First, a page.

South Australia news: Dead sharks, stingrays and fish wash up in large numbers on popular beach

A large number of marine animals including sharks, salmon and stingrays have been found dead on a popular beach with the recent weather the likely culprit behind the carnage.

The animals started washing up along Eight Mile Creek Beach on South Australia’s south east coast on Monday with heavy rainfall and a rapid fall in ocean water salinity the likely cause of the deaths.

Among the species found so far are wobbegong and Port Jackson sharks, snapper, Australian salmon, stingrays, crabs, sea urchins, sea slugs, crayfish and ling fish.

Primary Industries and Regions SA (PIRSA) senior biosecurity adviser Chloe McSkimming told the ABC that heavy rainfall run-off from Eight Mile Creek emptying freshwater into the ocean is at the top of the list of causes, but investigations are still ongoing.

“At the moment, most of the species involved seem to be associated with rocky reef systems,” she said.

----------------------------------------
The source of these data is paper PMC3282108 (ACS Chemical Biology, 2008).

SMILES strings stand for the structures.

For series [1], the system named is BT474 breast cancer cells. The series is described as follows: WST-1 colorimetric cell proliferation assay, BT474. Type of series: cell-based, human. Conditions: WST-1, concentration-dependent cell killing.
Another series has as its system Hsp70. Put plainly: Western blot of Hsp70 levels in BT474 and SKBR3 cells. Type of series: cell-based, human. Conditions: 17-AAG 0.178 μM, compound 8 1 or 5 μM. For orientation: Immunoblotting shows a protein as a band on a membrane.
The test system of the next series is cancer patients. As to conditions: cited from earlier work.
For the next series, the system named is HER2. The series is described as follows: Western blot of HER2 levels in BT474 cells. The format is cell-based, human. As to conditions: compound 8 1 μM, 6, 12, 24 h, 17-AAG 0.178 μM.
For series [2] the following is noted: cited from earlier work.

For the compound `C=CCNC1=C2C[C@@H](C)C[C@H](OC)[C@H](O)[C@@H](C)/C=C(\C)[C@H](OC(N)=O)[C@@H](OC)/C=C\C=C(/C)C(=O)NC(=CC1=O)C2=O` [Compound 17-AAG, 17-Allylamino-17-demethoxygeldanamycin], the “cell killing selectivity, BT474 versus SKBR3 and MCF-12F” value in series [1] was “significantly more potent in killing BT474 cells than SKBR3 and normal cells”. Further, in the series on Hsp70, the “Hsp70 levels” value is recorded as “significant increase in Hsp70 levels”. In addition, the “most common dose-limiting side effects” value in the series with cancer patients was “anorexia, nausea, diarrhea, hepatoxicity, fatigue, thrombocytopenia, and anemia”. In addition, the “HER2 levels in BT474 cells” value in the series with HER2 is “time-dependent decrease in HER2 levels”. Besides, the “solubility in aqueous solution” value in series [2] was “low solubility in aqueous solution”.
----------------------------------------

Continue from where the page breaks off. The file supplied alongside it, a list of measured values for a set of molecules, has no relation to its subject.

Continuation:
“They’re species that don’t tend to move very far and stick to one location.

“So far no algal, including harmful or toxic species, have been observed in water samples.

“We’ve also collected samples to rule out aquatic animal disease and these results are still pending.”

There is no official count on the number of dead creatures, though estimates have the total at more than 60.

Ms McSkimming said more were expected in the coming days.

“With increased rain you do get increased run-off from freshwater inputs into the marine environment,” she said.

“It is an unfortunate event but with these types of scenarios it can be a natural phenomenon.”

Eight Mile Creek Beach is a popular strip of the state’s Limestone Coast especially with campers.

If people notice something unusual involving dead or dying fish along any waterways or the coast they can call FISHWATCH on 1800 065 522

Read related topics:Weather

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